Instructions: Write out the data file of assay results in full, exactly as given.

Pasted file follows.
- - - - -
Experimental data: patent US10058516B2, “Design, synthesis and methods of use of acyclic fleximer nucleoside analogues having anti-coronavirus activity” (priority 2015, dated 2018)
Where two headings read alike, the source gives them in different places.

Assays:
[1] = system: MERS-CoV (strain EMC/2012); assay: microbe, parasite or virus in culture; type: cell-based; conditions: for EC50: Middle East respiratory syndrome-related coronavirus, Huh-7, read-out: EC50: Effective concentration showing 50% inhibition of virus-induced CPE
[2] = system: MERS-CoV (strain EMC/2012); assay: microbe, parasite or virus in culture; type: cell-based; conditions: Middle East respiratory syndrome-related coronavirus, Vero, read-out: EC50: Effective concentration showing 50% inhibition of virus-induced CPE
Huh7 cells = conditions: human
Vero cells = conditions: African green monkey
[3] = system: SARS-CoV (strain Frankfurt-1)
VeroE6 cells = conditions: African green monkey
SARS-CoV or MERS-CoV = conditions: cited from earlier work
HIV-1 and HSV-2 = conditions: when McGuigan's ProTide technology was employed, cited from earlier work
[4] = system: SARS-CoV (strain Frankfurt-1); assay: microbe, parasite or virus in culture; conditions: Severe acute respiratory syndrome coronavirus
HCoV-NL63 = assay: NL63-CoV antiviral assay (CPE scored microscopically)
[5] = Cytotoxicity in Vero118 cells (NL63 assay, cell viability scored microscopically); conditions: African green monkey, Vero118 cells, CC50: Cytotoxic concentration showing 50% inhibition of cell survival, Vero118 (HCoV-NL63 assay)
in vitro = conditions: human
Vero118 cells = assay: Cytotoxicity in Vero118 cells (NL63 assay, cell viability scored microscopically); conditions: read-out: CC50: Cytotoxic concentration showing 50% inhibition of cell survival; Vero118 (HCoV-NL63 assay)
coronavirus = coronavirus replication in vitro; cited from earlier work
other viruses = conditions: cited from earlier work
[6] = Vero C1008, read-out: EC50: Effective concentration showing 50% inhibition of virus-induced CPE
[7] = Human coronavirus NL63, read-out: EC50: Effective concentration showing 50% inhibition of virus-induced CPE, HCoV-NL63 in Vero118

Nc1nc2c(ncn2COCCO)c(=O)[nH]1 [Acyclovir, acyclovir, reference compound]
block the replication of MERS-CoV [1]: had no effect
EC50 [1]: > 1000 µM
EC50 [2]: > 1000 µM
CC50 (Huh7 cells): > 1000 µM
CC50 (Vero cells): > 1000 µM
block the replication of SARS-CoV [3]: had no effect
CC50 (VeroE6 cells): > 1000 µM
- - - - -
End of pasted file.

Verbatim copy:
Experimental data: patent US10058516B2, “Design, synthesis and methods of use of acyclic fleximer nucleoside analogues having anti-coronavirus activity” (priority 2015, dated 2018)
Where two headings read alike, the source gives them in different places.

Assays:
[1] = system: MERS-CoV (strain EMC/2012); assay: microbe, parasite or virus in culture; type: cell-based; conditions: for EC50: Middle East respiratory syndrome-related coronavirus, Huh-7, read-out: EC50: Effective concentration showing 50% inhibition of virus-induced CPE
[2] = system: MERS-CoV (strain EMC/2012); assay: microbe, parasite or virus in culture; type: cell-based; conditions: Middle East respiratory syndrome-related coronavirus, Vero, read-out: EC50: Effective concentration showing 50% inhibition of virus-induced CPE
Huh7 cells = conditions: human
Vero cells = conditions: African green monkey
[3] = system: SARS-CoV (strain Frankfurt-1)
VeroE6 cells = conditions: African green monkey
SARS-CoV or MERS-CoV = conditions: cited from earlier work
HIV-1 and HSV-2 = conditions: when McGuigan's ProTide technology was employed, cited from earlier work
[4] = system: SARS-CoV (strain Frankfurt-1); assay: microbe, parasite or virus in culture; conditions: Severe acute respiratory syndrome coronavirus
HCoV-NL63 = assay: NL63-CoV antiviral assay (CPE scored microscopically)
[5] = Cytotoxicity in Vero118 cells (NL63 assay, cell viability scored microscopically); conditions: African green monkey, Vero118 cells, CC50: Cytotoxic concentration showing 50% inhibition of cell survival, Vero118 (HCoV-NL63 assay)
in vitro = conditions: human
Vero118 cells = assay: Cytotoxicity in Vero118 cells (NL63 assay, cell viability scored microscopically); conditions: read-out: CC50: Cytotoxic concentration showing 50% inhibition of cell survival; Vero118 (HCoV-NL63 assay)
coronavirus = coronavirus replication in vitro; cited from earlier work
other viruses = conditions: cited from earlier work
[6] = Vero C1008, read-out: EC50: Effective concentration showing 50% inhibition of virus-induced CPE
[7] = Human coronavirus NL63, read-out: EC50: Effective concentration showing 50% inhibition of virus-induced CPE, HCoV-NL63 in Vero118

Nc1nc2c(ncn2COCCO)c(=O)[nH]1 [Acyclovir, acyclovir, reference compound]
block the replication of MERS-CoV [1]: had no effect
EC50 [1]: > 1000 µM
EC50 [2]: > 1000 µM
CC50 (Huh7 cells): > 1000 µM
CC50 (Vero cells): > 1000 µM
block the replication of SARS-CoV [3]: had no effect
CC50 (VeroE6 cells): > 1000 µM